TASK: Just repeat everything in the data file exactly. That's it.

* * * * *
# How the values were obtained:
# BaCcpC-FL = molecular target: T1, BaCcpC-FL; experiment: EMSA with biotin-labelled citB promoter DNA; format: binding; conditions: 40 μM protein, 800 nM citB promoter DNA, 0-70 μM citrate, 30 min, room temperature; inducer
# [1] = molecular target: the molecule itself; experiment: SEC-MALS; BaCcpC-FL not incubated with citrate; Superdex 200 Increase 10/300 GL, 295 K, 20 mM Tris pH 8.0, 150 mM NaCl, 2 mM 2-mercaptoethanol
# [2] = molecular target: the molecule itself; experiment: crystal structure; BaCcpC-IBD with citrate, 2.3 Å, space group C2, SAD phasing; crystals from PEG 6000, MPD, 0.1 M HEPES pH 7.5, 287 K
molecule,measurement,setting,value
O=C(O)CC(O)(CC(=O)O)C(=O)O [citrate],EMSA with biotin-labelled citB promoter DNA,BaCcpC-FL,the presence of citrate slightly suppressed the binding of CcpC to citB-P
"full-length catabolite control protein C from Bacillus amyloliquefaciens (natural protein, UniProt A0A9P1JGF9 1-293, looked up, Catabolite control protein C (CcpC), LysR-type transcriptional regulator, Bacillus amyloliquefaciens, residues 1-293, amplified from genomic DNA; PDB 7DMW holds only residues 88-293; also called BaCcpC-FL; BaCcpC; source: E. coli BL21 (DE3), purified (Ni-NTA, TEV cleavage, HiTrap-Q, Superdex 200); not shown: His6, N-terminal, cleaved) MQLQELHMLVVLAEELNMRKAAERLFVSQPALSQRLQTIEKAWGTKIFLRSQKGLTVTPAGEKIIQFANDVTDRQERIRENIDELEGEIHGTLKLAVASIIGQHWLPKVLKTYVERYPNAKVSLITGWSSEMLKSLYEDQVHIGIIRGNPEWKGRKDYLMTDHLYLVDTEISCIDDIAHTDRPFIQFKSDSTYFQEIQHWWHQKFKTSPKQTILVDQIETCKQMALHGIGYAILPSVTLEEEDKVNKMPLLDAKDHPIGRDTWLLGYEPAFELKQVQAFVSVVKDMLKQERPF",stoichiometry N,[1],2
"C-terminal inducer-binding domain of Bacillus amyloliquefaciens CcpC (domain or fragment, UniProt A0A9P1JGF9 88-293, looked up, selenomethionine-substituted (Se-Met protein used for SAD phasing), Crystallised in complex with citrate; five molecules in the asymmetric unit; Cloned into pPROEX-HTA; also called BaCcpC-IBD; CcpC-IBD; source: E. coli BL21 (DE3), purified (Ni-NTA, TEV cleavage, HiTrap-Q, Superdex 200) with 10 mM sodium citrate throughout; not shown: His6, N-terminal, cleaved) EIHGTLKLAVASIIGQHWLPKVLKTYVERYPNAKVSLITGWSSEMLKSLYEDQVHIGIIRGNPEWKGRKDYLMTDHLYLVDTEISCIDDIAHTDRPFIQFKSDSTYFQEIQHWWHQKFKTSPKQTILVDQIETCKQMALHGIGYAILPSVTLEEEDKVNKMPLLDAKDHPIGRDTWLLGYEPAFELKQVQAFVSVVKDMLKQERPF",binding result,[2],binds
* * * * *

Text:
# How the values were obtained:
# BaCcpC-FL = molecular target: T1, BaCcpC-FL; experiment: EMSA with biotin-labelled citB promoter DNA; format: binding; conditions: 40 μM protein, 800 nM citB promoter DNA, 0-70 μM citrate, 30 min, room temperature; inducer
# [1] = molecular target: the molecule itself; experiment: SEC-MALS; BaCcpC-FL not incubated with citrate; Superdex 200 Increase 10/300 GL, 295 K, 20 mM Tris pH 8.0, 150 mM NaCl, 2 mM 2-mercaptoethanol
# [2] = molecular target: the molecule itself; experiment: crystal structure; BaCcpC-IBD with citrate, 2.3 Å, space group C2, SAD phasing; crystals from PEG 6000, MPD, 0.1 M HEPES pH 7.5, 287 K
molecule,measurement,setting,value
O=C(O)CC(O)(CC(=O)O)C(=O)O [citrate],EMSA with biotin-labelled citB promoter DNA,BaCcpC-FL,the presence of citrate slightly suppressed the binding of CcpC to citB-P
"full-length catabolite control protein C from Bacillus amyloliquefaciens (natural protein, UniProt A0A9P1JGF9 1-293, looked up, Catabolite control protein C (CcpC), LysR-type transcriptional regulator, Bacillus amyloliquefaciens, residues 1-293, amplified from genomic DNA; PDB 7DMW holds only residues 88-293; also called BaCcpC-FL; BaCcpC; source: E. coli BL21 (DE3), purified (Ni-NTA, TEV cleavage, HiTrap-Q, Superdex 200); not shown: His6, N-terminal, cleaved) MQLQELHMLVVLAEELNMRKAAERLFVSQPALSQRLQTIEKAWGTKIFLRSQKGLTVTPAGEKIIQFANDVTDRQERIRENIDELEGEIHGTLKLAVASIIGQHWLPKVLKTYVERYPNAKVSLITGWSSEMLKSLYEDQVHIGIIRGNPEWKGRKDYLMTDHLYLVDTEISCIDDIAHTDRPFIQFKSDSTYFQEIQHWWHQKFKTSPKQTILVDQIETCKQMALHGIGYAILPSVTLEEEDKVNKMPLLDAKDHPIGRDTWLLGYEPAFELKQVQAFVSVVKDMLKQERPF",stoichiometry N,[1],2
"C-terminal inducer-binding domain of Bacillus amyloliquefaciens CcpC (domain or fragment, UniProt A0A9P1JGF9 88-293, looked up, selenomethionine-substituted (Se-Met protein used for SAD phasing), Crystallised in complex with citrate; five molecules in the asymmetric unit; Cloned into pPROEX-HTA; also called BaCcpC-IBD; CcpC-IBD; source: E. coli BL21 (DE3), purified (Ni-NTA, TEV cleavage, HiTrap-Q, Superdex 200) with 10 mM sodium citrate throughout; not shown: His6, N-terminal, cleaved) EIHGTLKLAVASIIGQHWLPKVLKTYVERYPNAKVSLITGWSSEMLKSLYEDQVHIGIIRGNPEWKGRKDYLMTDHLYLVDTEISCIDDIAHTDRPFIQFKSDSTYFQEIQHWWHQKFKTSPKQTILVDQIETCKQMALHGIGYAILPSVTLEEEDKVNKMPLLDAKDHPIGRDTWLLGYEPAFELKQVQAFVSVVKDMLKQERPF",binding result,[2],binds